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Christian Group Urges Nigeria's Muslim President to Ignore Theresa May's LGBT Push

Britain's Prime Minister Theresa May
Britain's Prime Minister Theresa May speaks outside 10 Downing Street after an attack on London Bridge and Borough Market left seven people dead and dozens injured in London, Britain, June 4, 2017. |

The Christian Association of Nigeria has urged Nigerian President Muhammadu Buhari, a Muslim, to ignore calls from British Prime Minister Theresa May to embrace LGBT rights and laws that decriminalize same-sex activity.

Same-sex marriage and same-sex relationships are illegal in Nigeria, which is roughly split in half between its Christian and Muslim populations.

Last week, May, a Christian and a vicar's daughter who has embraced gay marriage in the U.K., said that she has "deep regrets" over the criminalization of gay relations in former British colonies, which includes Nigeria.

"As the United Kingdom's Prime Minister I deeply regret both the fact that such laws were introduced and the legacy of discrimination, violence and death that persists today," May said while speaking at the Commonwealth Heads of Government Meeting.

"As a family of nations we must respect one another's cultures and traditions but we must do so in a manner consistent with our common value of equality — a value that is clearly stated in the Commonwealth Charter," she added, as reported by Sky News.

"Nobody should face discrimination or persecution because of who they are or who they love and the UK stands ready to help any Commonwealth member wanting to reform outdated legislation that makes such discrimination possible."

Her comments were in response to LGBT groups asking the U.K. to apologize for anti-gay legislation that still remains in place in several Commonwealth countries.

Pastor Adebayo Oladeji, special assistant on Media and Communications to CAN President Dr. Olasupo Ayokunle, said in comments published in Vanguard and other sources that Nigeria should never consider legalizing gay marriage.

"If we may remind the British authorities, the same-sex marriage contradicts the position of the Scripture and any human law that contradicts the Bible cannot stand," the statement reads.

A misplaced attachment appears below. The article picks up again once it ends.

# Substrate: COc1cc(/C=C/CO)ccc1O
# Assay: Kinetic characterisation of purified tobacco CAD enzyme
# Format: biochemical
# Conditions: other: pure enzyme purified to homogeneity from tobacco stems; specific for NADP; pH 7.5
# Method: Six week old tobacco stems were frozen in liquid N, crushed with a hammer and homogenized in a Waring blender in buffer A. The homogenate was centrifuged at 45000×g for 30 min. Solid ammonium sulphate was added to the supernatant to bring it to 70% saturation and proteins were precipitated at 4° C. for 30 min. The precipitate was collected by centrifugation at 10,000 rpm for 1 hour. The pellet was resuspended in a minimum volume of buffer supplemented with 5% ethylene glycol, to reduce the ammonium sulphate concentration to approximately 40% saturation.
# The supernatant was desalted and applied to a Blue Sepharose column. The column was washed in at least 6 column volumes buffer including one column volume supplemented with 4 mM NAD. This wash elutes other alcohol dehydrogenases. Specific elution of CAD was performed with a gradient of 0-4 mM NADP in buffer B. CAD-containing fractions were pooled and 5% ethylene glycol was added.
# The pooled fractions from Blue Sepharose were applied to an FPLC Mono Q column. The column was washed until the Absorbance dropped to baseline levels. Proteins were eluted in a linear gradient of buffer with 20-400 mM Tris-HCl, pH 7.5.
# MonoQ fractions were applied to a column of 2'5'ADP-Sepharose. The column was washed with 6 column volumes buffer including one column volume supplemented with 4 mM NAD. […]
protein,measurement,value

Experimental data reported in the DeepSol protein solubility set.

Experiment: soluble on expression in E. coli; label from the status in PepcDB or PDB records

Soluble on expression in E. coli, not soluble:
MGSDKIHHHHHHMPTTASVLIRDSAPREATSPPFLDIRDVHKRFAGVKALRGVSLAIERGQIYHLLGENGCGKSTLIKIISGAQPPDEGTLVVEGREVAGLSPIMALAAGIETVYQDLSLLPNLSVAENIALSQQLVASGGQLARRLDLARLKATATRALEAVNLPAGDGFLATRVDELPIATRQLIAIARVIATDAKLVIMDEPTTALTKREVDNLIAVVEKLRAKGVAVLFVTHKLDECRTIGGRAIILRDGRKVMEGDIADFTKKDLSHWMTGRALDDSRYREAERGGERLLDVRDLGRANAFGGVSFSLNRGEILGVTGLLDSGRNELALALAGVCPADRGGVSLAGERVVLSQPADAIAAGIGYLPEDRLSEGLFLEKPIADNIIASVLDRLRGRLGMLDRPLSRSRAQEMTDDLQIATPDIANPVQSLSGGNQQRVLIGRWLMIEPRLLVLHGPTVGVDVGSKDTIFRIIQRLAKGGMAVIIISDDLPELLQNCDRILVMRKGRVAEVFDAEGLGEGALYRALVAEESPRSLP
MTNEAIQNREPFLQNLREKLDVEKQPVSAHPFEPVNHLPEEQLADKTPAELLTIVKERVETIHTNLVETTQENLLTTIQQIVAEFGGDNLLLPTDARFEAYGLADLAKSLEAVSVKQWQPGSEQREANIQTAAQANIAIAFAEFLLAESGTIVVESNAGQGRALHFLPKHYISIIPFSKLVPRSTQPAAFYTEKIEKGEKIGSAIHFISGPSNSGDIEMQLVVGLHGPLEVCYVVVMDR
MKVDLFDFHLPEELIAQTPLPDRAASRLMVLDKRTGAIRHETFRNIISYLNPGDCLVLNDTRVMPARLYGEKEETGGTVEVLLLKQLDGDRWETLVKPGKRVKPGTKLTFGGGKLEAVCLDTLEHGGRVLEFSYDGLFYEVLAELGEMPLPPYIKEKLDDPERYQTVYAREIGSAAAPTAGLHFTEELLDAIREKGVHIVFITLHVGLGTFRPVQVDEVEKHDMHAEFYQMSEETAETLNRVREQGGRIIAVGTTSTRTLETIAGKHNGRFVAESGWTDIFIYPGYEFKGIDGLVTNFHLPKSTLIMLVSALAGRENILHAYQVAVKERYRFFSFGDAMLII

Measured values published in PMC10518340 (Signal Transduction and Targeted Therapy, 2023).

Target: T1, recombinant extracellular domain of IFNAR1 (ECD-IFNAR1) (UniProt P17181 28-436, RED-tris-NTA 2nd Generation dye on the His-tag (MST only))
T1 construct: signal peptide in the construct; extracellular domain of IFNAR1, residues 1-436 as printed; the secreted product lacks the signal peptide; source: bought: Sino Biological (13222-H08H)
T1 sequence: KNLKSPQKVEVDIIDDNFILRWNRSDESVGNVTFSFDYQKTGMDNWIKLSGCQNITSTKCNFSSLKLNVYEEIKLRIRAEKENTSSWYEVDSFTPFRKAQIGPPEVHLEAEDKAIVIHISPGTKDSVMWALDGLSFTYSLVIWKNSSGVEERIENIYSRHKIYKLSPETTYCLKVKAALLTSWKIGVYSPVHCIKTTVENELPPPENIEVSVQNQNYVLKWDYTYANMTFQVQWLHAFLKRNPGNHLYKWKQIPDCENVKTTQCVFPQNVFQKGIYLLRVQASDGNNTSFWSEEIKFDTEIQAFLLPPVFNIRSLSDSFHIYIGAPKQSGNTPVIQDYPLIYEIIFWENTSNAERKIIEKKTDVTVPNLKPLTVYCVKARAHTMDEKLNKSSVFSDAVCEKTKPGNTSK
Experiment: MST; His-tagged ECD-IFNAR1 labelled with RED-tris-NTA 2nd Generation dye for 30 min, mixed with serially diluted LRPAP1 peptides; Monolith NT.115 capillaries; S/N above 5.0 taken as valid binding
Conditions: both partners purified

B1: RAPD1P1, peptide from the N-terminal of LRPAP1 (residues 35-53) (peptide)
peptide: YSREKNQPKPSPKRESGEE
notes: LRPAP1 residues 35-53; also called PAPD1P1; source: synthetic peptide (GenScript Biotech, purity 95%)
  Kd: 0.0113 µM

"The plan of God for marriage is very clear. Men and women are designed to complement each other so they may be capable of satisfying each other's emotional and sexual needs and of providing children.

"The fact that British authorities or all countries of the world practice or allow it does not make it right. Whatever that is ungodly is unacceptable to CAN and to Nigerians."

Oladeji insisted that gay marriage "is Sodomy and it was one of the major reasons God overthrew Sodom and Gomorrah in the Bible. No human right should set aside the commandment of God. Man cannot be God to himself/herself."

He proclaimed that he is confident that the Nigerian government will "never contemplate" introducing gay marriage, stressing that CAN stands by "the moral situations according to the Holy Book."

Back in May 2017, May clarified that while she personally supports gay marriage, she believes churches should not be forced to perform such marriages if they do not want to.

"We were very clear when we introduced the equal marriage legislation that it was not about forcing the Church of England to conduct marriage ceremonies, but removing a legal injustice," the British PM said at the time, referring to the U.K. government's decision to legalize gay marriage in 2014.

"For me the argument was simple: If we believe that commitment, fidelity and marriage are good things, then we should celebrate and support them for everyone — and I'm glad that the law now reflects that," she added.

Follow Stoyan Zaimov on Facebook: CPSZaimov

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